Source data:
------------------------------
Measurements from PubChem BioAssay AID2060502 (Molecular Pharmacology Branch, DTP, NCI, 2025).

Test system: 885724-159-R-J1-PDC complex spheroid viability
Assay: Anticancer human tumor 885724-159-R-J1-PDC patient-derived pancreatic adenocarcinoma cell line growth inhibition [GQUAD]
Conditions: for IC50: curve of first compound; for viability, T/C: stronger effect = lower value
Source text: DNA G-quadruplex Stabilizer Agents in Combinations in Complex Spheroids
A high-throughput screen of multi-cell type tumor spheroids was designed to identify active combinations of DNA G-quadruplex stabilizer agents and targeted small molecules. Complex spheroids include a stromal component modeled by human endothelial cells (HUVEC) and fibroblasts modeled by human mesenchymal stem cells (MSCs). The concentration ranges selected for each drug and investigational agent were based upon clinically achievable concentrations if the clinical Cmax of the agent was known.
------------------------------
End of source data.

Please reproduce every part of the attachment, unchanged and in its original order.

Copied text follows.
Measurements from PubChem BioAssay AID2060502 (Molecular Pharmacology Branch, DTP, NCI, 2025).

Test system: 885724-159-R-J1-PDC complex spheroid viability
Assay: Anticancer human tumor 885724-159-R-J1-PDC patient-derived pancreatic adenocarcinoma cell line growth inhibition [GQUAD]
Conditions: for IC50: curve of first compound; for viability, T/C: stronger effect = lower value
Source text: DNA G-quadruplex Stabilizer Agents in Combinations in Complex Spheroids
A high-throughput screen of multi-cell type tumor spheroids was designed to identify active combinations of DNA G-quadruplex stabilizer agents and targeted small molecules. Complex spheroids include a stromal component modeled by human endothelial cells (HUVEC) and fibroblasts modeled by human mesenchymal stem cells (MSCs). The concentration ranges selected for each drug and investigational agent were based upon clinically achievable concentrations if the clinical Cmax of the agent was known.